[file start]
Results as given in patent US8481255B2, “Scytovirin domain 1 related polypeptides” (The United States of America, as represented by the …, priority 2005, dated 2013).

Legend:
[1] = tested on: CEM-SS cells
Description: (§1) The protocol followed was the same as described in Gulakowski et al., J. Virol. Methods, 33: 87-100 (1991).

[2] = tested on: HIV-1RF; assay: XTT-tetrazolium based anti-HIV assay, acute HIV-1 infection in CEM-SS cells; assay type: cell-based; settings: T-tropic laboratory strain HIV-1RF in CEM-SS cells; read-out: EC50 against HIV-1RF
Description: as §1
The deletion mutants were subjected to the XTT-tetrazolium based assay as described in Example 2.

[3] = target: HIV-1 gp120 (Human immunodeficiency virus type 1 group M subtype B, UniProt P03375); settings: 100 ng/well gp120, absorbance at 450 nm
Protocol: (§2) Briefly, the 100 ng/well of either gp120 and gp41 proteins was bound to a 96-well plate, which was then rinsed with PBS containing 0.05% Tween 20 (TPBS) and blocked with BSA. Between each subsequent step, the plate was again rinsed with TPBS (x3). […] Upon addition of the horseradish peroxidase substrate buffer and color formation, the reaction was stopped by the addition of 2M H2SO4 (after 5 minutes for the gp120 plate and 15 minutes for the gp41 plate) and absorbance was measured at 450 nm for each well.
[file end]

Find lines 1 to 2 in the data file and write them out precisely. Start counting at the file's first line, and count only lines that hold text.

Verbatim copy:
Results as given in patent US8481255B2, “Scytovirin domain 1 related polypeptides” (The United States of America, as represented by the …, priority 2005, dated 2013).

Legend: